We've tweaked the handler interfaces slightly for the 1.1 release of Nimbus.

In the 1.0 series, handlers were void methods. I admit it: this was a design flaw. We thought it would make for a more simple introduction to using the bus - and it did - but the trade-off was that it was much more complicated to do clever stuff.

Consider this handler method:

public void Handle(DoFooCommand busCommand)
{
    DoFoo();
}

Pretty straight-forward, right? Except what happens when doing foo requires us to publish an event afterwards?

public void Handle(DoFooCommand busCommand)
{
    DoFoo();
    _bus.Publish(new FooWasDoneEvent());
}

That doesn't look so bad, except that we've missed the fact that _bus.Publish actually returns a Task and executes asynchronously. What if doing foo required us to ask a question first?

public void Handle(DoFooCommand busCommand)
{
    var result = await _bus.Request(new WhoLastDidFooRequest());
    DoFoo(result.WhoDunnit);
    _bus.Publish(new FooWasDoneEvent());
}

Now things are a bit more complicated. The above method won't compile, as it's not marked as async. But there's a simple fix, right?

public async void Handle(DoFooCommand busCommand)
{
    var result = await _bus.Request(new WhoLastDidFooRequest());
    DoFoo(result.WhoDunnit);
    await _bus.Publish(new FooWasDoneEvent());
}

Problem solved. Except that it's not. Because although our code will compile and execute happily, what's going on under the covers is that the Nimbus command dispatcher has no easy way of waiting for your async handler method to complete. As far as the dispatcher is concerned, your handler executed successfully - and really quickly - and we then mark the message as successfully handled.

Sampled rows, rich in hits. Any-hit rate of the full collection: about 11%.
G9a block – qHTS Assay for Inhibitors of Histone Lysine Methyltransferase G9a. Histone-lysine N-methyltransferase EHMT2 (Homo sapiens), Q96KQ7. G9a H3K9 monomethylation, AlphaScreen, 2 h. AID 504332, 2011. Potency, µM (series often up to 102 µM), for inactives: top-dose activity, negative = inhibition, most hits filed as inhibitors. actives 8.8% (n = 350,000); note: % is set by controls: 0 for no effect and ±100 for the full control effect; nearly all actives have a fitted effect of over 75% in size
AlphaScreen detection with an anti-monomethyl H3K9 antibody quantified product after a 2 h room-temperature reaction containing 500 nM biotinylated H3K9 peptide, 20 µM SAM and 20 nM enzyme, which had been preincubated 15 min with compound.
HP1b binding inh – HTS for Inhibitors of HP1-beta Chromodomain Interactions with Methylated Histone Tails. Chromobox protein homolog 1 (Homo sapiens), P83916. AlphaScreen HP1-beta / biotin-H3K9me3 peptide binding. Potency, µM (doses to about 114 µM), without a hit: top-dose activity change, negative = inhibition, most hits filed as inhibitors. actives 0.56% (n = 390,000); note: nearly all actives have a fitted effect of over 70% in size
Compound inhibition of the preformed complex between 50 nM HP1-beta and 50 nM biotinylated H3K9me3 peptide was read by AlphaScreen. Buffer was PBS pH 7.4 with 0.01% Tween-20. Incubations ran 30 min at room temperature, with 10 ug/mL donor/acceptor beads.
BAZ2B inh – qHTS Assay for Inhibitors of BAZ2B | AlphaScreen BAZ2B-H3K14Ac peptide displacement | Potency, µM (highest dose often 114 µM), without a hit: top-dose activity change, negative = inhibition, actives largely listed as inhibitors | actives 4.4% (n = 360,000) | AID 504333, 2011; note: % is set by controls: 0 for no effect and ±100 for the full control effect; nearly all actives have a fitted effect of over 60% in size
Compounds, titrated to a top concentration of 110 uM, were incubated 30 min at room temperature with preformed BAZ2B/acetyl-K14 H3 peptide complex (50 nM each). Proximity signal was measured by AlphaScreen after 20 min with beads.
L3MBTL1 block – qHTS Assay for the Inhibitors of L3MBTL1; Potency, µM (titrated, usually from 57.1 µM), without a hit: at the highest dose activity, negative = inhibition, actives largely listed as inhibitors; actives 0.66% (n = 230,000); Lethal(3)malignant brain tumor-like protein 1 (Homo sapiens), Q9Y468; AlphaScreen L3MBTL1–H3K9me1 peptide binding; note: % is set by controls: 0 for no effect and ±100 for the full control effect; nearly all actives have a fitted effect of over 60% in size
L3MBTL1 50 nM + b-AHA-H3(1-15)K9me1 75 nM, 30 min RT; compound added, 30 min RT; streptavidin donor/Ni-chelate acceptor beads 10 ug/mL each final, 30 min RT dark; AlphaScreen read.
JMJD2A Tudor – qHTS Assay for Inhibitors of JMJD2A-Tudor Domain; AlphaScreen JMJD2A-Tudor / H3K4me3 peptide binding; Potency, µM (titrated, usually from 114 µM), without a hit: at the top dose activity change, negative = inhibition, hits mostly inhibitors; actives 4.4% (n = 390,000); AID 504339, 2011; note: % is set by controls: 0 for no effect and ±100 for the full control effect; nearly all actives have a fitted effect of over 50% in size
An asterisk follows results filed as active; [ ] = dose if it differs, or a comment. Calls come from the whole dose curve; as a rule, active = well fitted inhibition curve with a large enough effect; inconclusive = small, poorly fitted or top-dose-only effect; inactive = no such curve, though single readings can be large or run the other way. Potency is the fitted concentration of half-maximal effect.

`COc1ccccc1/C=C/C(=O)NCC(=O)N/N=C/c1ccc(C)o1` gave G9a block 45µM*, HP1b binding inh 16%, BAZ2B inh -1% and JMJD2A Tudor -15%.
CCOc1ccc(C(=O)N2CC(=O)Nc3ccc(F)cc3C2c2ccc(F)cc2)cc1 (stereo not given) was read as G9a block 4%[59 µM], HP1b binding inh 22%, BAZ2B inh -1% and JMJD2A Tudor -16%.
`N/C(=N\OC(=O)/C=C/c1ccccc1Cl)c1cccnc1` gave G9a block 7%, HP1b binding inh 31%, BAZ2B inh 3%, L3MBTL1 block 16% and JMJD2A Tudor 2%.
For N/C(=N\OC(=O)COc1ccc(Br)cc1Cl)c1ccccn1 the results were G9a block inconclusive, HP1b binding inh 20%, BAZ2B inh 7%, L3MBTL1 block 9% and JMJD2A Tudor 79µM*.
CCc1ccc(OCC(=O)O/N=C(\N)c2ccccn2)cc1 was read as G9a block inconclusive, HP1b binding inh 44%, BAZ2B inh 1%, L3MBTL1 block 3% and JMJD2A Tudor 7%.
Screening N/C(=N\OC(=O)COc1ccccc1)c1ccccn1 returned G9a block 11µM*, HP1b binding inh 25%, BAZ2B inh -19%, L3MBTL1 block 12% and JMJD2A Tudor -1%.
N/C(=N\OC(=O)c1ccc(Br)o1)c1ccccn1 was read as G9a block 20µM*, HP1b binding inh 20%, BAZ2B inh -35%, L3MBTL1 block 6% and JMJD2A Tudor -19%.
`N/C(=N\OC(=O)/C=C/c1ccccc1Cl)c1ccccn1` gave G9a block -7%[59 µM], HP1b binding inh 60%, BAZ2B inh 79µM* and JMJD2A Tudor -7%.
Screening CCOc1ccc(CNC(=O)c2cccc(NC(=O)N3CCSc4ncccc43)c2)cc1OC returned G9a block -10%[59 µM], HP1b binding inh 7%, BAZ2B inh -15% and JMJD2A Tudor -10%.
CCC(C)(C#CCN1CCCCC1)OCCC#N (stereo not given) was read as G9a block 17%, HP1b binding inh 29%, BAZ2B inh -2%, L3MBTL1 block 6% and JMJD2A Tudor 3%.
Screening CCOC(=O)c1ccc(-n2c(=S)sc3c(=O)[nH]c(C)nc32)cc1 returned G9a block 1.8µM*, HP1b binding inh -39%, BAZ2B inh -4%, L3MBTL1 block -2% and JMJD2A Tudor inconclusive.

Think about what happens in this example case below (courtesy of the immortal Krzysztof Kozmic via this GitHub issue):

public async void Handle(DoFooCommand busCommand)
{
    throw new InvalidOperationException("HA HA HA, you can't catch me!");
}

As far as the dispatcher is concerned, your handler method executed just fine. And now we've broken our delivery guarantee. Not so good.

The fix for this is simple:

public async Task Handle(DoFooCommand busCommand)
{
    throw new InvalidOperationException("HA HA HA, you can't catch me!");
}

Done. Your method now returns a Task - which the Nimbus dispatcher can await - and if your handler throws then we know about it and can handle it appropriately. So your actual handler would look like this:

public async Task Handle(DoFooCommand busCommand)
{
    var result = await _bus.Request(new WhoLastDidFooRequest());
    DoFoo(result.WhoDunnit);
    await _bus.Publish(new FooWasDoneEvent());
}

So why is this worth an article? Because in order to make this change, we've had to alter the IHandleCommand, IHandleRequest etc. interfaces to have the handler methods return tasks. This:

public interface IHandleCommand<TBusCommand> where TBusCommand : IBusCommand
{
    void Handle(TBusCommand busCommand);
}

is now this:

public interface IHandleCommand<TBusCommand> where TBusCommand : IBusCommand
{
    Task Handle(TBusCommand busCommand);
}

This means that when you upgrade to the 1.1 versons of Nimbus you'll need to do a quick Ctrl-Shift-H for all your instances of "void Handle(" and replace them with "Task Handle(".